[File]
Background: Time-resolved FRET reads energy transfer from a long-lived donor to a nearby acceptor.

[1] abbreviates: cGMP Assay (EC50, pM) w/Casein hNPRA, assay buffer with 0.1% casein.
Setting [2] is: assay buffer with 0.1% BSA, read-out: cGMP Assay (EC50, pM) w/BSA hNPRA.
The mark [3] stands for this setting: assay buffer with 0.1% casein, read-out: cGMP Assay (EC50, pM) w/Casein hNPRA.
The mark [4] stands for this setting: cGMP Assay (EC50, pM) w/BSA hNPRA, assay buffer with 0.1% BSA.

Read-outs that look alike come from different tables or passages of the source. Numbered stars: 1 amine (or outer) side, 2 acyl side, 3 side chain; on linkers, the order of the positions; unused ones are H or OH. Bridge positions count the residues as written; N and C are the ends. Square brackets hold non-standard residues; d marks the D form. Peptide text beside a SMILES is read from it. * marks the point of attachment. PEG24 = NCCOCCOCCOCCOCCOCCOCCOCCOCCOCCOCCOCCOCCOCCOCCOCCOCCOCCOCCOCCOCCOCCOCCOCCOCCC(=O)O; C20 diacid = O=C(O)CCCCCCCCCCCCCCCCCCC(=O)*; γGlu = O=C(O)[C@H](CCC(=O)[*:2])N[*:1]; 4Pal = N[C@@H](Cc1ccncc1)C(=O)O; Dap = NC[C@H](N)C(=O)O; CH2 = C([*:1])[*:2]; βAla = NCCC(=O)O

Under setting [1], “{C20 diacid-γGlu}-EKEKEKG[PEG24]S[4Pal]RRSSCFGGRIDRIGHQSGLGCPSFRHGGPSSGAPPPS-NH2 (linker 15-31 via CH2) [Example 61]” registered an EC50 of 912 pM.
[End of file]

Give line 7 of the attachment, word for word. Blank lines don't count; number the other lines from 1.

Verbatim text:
Under setting [1], “{C20 diacid-γGlu}-EKEKEKG[PEG24]S[4Pal]RRSSCFGGRIDRIGHQSGLGCPSFRHGGPSSGAPPPS-NH2 (linker 15-31 via CH2) [Example 61]” registered an EC50 of 912 pM.